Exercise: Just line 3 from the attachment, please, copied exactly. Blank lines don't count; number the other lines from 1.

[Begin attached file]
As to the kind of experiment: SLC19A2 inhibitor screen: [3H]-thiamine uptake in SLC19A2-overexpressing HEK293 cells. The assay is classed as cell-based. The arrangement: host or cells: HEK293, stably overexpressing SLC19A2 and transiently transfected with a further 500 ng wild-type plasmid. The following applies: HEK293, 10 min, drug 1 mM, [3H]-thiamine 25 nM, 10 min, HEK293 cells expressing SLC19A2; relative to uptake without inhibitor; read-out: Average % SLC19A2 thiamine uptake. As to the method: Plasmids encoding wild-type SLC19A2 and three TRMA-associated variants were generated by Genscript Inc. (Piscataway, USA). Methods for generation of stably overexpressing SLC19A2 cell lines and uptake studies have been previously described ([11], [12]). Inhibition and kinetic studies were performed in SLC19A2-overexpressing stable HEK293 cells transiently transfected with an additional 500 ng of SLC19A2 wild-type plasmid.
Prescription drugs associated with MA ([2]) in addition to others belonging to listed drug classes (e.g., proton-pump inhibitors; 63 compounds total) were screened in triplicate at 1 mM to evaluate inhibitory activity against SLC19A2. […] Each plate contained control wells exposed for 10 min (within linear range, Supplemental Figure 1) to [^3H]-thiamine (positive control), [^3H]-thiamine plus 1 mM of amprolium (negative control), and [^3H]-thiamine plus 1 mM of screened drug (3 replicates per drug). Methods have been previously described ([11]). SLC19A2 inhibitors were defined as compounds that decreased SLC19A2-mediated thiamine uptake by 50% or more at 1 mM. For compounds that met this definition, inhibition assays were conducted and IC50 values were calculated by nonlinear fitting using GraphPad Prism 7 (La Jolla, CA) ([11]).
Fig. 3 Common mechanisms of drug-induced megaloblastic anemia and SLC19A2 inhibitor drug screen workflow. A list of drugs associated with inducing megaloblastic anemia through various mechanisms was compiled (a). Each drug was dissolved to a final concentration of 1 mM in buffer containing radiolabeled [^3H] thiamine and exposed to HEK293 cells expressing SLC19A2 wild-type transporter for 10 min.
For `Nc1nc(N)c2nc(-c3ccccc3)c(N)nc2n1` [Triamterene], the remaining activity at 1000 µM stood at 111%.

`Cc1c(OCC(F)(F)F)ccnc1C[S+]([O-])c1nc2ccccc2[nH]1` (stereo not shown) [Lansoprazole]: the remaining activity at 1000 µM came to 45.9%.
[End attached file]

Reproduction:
Fig. 3 Common mechanisms of drug-induced megaloblastic anemia and SLC19A2 inhibitor drug screen workflow. A list of drugs associated with inducing megaloblastic anemia through various mechanisms was compiled (a). Each drug was dissolved to a final concentration of 1 mM in buffer containing radiolabeled [^3H] thiamine and exposed to HEK293 cells expressing SLC19A2 wild-type transporter for 10 min.